Attending a photo exhibition on Sunday motivated me to take my camera with me again. Not to go out and shoot, rather just in case, for those “would make a nice photo” moments.
While commuting back from work in a half empty train on Monday, there was such a moment. This man sat in front of me and soon he tried to sleep. But although his eyes were closed, I could see he wasn’t sleeping (unlike so many Japanese commuters who just instantly fall asleep, often in the middle of checking their mails). His face looked calm and unworried. With the empty seats, I thought it would make a good image as soon as some motion through the window would contrast with his quiet looking.
Portrait of a stranger
But before that moment came, another commuter sat next to him. I spent a while wondering if I just missed the shot or if I should take both of them anyway. I liked his face and kept staring at him, after he gave up on sleeping, waiting for an eye contact so I could take his portrait.
That moment didn’t come either. Finally I took my camera and aimed anyway. After a few seconds, I pressed the button.
He looked at me, and smiled.
(The photo is as-is, out of the camera, without any post-treatment of any kind.)
Anyhow–whatever the reason for my animosity–I saw this couple, hated them and flashed at them. Three times. Each one capturing a slightly more shocked expression. It was my intention. I wanted people like this to be outed in some way–I found it appropriate to shoot them in the same way as a paparazzi would.
So goes a recent interview of Charlie Kirk, British photographer going by the handle Two Cute Dogs.
Although now living in UK, Charlie had been in Tokyo for many years and doing street photography. That’s about all I know about him, the rest is guess. A strongly opinionated person I’d dare to assume.
I can only recommend you to have a look at his work (on Burn My Eye, on Tumblr, not on Flickr anymore; note it can be NSFW). His style is remarkable, using flash to take street portraits in an intrusive, aggressive manner. Some of his shots are truly fascinating. In the interview, he explains how he took what would become his single most famous shot.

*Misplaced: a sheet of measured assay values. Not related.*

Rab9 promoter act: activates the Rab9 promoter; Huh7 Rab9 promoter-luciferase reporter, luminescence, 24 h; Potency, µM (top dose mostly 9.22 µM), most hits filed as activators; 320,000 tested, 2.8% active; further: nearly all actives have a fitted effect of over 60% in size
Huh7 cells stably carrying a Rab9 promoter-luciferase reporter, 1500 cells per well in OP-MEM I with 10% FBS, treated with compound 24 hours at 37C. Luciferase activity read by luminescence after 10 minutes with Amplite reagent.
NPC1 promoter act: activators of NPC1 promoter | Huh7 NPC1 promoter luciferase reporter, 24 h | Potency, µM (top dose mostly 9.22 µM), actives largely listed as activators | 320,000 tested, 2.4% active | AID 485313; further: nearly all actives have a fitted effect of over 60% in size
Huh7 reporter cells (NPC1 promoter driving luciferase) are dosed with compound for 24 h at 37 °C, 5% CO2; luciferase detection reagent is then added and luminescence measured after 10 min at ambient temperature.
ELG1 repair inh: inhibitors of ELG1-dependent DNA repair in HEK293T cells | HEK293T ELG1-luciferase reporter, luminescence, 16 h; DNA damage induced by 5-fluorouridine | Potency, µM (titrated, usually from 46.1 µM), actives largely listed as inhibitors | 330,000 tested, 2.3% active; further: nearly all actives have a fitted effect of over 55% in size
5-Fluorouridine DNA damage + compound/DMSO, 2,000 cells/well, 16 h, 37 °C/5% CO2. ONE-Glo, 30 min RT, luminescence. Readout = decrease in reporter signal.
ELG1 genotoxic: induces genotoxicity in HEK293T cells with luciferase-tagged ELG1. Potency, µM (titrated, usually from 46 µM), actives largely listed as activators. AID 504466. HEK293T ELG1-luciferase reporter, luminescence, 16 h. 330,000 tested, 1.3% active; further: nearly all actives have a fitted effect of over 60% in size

The point of this post was only to mention that interview, but while I’m at it, here is a documentary by Adrian Storey. There’s even a TL;DR version, ahem, trailer.
At last underneath his portrait of Charlie Kirk, Jason Comb also writes:
Everywhere and especially in Tokyo people put on a mask of sorts to project an image of how they want people to see them. Charlie’s work is as if he pulls off that mask, then captures what’s under that mask to reveal something more interesting. Of course this isn’t for everyone and some people don’t like it, but in a sea of mediocrity and many relying on post production to make their photos interesting Charlie is a breath of fresh air.
Snow suddenly started to fall over Tokyo last night, quickly building a white layer over the never ending city. I was too lazy to grab my gear and all the stuff one needs to get out during a cold night, so I just hoped the snow would still be there on the morning and decided that I would take my camera with me on my way to work.
It was still there (although it had become ice) and it was giving the morning sunlight some exquisite tones. I love the morning light anyway: grazing, harsh, drawing bold shadows on faces and buildings… But the reflections due to the snow really make a difference.
While waiting for the train on the platform, I wanted to take a picture of that girl on the other side, lit by that light. But I didn’t even have time to aim and the train was there already. I took the shot anyway, in the hope I would catch it through the window.
The result is a bit unexpected: the tinted glass and blacklit inside give the picture a film feeling, as if tones were post-processed and black mattes were added.
The filmic train